Article and Photography by: Danelle Go
The first things that come to mind when I think of walking around Manila aren’t exactly… endearing. So when I was assigned to go on a two-hour walking tour around Pandacan, Manila—alone—I was honestly scared. I was alone. I was out of my comfort zone. I didn’t know what to expect.
Now, I’ve lived in Metro Manila my entire life. But living in San Juan, I’ve never gotten to experience much of it. My exposure to the rough and not so clean-cut area of Manila had only been limited to out-of-my-car-window glances, occasional school field trips, and rare adventures undertaken by my parents and I. Needless to say, I grew up sheltered—hence the uncertainty I felt in that moment.
Soon enough, my tour guides arrived. Anne and Andrei, the pioneers of Don’t Skip Manila. They introduced themselves, their passion project, and what they stand for as Filipinos and Manileños. They told me about their background, how they started these walking tours last December out of a love for Manila, and how they intend on setting up tours all around our capital in the hopes of encouraging people not to take Manila for granted.
Anne and Andrei, the co-founders of Don’t Skip Manila
For the next two hours, they took me on a journey through Pandacan, which they also called the Lakbay Kamalaysayan Tour. Personally, I didn’t know much about Pandacan. When I think of tourist destinations in Manila, the first thing that comes to mind would be Intramuros, not Pandacan. But as the tour progressed, they began to prove me wrong. It turns out the hidden beauty of Pandacan lies in the stories of its people, which were revealed to me little by little.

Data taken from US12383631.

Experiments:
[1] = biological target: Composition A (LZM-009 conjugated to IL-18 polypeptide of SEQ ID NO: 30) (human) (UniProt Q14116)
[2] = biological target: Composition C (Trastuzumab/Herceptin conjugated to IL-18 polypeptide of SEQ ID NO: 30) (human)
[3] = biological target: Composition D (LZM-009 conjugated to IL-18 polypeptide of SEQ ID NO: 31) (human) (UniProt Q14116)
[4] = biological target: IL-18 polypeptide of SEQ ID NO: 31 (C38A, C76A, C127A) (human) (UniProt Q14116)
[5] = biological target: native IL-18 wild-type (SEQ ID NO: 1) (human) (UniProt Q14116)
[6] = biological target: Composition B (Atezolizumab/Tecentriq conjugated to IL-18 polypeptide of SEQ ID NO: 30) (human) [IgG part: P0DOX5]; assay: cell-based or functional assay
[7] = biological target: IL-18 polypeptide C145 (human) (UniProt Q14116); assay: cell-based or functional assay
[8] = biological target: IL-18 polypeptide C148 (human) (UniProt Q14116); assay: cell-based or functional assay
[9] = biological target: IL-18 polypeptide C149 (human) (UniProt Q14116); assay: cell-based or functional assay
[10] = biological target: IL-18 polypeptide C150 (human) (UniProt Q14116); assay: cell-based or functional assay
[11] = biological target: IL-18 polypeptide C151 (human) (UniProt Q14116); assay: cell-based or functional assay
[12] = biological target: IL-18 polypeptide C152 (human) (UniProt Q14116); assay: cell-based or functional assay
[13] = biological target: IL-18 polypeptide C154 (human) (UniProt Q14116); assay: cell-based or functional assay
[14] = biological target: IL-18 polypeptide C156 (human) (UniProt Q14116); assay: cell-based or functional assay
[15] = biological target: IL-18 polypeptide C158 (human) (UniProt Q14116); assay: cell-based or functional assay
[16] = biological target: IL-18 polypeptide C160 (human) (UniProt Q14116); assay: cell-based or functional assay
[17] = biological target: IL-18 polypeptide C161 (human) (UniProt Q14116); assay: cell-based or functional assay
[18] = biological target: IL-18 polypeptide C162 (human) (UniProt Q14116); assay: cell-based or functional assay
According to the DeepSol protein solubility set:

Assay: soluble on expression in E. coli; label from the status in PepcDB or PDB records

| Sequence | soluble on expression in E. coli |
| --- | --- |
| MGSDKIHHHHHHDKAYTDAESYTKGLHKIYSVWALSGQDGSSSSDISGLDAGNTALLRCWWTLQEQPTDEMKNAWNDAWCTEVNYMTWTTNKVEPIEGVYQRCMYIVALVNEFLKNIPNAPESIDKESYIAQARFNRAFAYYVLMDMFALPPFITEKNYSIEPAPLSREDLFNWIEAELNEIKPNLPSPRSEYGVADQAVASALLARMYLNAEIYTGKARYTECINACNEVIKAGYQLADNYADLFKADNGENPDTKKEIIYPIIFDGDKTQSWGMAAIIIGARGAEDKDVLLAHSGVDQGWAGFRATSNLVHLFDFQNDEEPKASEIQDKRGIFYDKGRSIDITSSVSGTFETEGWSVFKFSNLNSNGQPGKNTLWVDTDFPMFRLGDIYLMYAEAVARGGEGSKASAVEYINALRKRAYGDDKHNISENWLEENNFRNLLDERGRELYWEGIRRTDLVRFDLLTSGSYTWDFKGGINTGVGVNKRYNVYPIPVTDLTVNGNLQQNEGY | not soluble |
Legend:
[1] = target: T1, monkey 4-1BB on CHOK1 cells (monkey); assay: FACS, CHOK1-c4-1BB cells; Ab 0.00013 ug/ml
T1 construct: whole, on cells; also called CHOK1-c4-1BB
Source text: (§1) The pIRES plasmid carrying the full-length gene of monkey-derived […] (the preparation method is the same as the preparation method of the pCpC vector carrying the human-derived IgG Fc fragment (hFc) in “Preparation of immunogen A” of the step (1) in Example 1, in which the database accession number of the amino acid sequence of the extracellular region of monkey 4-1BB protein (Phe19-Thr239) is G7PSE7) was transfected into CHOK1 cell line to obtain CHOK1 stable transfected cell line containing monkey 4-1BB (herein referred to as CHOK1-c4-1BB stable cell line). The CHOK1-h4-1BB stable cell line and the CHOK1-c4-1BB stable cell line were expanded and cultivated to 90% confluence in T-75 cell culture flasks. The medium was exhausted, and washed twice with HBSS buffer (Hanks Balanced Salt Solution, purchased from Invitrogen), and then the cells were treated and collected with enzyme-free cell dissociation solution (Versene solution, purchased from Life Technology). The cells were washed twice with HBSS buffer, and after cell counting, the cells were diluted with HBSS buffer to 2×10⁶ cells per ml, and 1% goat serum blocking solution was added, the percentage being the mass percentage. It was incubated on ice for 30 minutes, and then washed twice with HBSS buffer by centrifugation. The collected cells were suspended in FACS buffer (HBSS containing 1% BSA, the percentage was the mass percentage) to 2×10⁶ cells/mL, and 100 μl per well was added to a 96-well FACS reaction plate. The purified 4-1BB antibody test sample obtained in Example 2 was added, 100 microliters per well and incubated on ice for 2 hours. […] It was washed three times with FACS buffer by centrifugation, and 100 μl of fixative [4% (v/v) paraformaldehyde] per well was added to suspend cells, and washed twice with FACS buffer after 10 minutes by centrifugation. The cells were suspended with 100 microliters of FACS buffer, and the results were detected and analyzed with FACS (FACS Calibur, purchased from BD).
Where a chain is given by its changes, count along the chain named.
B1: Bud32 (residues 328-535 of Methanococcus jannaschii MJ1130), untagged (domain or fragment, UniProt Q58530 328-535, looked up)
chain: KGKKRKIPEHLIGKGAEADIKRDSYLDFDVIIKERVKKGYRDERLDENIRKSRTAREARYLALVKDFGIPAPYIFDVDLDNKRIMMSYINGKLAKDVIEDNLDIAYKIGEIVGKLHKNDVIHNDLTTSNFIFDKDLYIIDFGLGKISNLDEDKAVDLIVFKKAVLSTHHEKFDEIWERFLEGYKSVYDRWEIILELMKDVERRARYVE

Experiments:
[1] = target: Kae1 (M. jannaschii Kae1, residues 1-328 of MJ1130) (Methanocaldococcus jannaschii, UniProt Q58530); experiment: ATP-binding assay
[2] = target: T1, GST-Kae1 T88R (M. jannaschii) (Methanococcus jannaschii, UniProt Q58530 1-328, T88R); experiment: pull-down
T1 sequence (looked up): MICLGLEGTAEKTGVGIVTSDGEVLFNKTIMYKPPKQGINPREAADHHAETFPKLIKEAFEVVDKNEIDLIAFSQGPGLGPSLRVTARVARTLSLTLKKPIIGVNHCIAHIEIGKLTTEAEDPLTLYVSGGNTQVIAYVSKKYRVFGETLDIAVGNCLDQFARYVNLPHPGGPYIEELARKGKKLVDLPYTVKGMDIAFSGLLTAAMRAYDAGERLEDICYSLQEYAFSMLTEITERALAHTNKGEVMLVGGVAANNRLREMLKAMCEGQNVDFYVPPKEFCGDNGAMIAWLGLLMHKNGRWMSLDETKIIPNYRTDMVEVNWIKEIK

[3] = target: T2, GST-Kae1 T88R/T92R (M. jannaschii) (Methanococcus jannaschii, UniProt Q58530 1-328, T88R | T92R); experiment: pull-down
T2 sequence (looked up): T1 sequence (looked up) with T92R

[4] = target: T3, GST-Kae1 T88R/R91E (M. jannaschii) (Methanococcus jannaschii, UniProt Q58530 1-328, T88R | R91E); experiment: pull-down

Kapitan Isidro Mendoza Public Library
Going back to the Spanish era, Pandacan (its name comes from the pandan leaf that used to be abundant in the area) used to be an area filled with workers and farmers. It has ties to national icons like Padre Jacinto Zamora (one of the three priests known as Gomburza), Jose Rizal, Fransisco Balagtas, and even Imelda Marcos.
The stories of Pandacan are not focused on the beautiful scenery or the picturesque lands; but on the people and how they found success, or hope, or redemption in the confines of this small river town.
Padre Jacinto Zamora
Throughout the walking tour, these stories unfolded at the different locations my tour guides took me to. From the library to the church to Spanish era houses and intricate statues, each point came with its own unique take on the town, and held stories that contributed to the growth of Pandacan.
Sto. Niño de Pandacan Parish Church
In a similar way, Pandacan holds the same essence as Manila as a whole. Tourists who visit the Philippines, as do locals, tend to take the city for granted. I wouldn’t blame them; it’s easy to judge this city. It’s smelly, crowded, hot, and lined with problems, which is probably why people would recommend skipping Manila and instead opting to see the white sand beaches or picture-perfect hills and mountains.
The oldest house in Pandacan, Manila, dating back to the Spanish-era
However, no matter how bad things may get, there is no place quite like Manila. Sure it’s polluted and congested, but it’s also a city filled with life. There’s also nothing quite like the people of Manila. They are always hustling and bustling, racing to grab every opportunity possible.
Just like Pandacan, our capital is a place of never-ending success, hope, and redemption; it just may take a while to realize that. But, like the founders of Don’t Skip Manila say, if you continue to love your city, no matter how hard it may seem, then you’ll always be able to find the beauty in it.
Jacinto Ciria Cruz Sports Complex
To learn more about this life-changing walking tour and the destinations they have to show, visit them on social media.
Don’t Skip Manila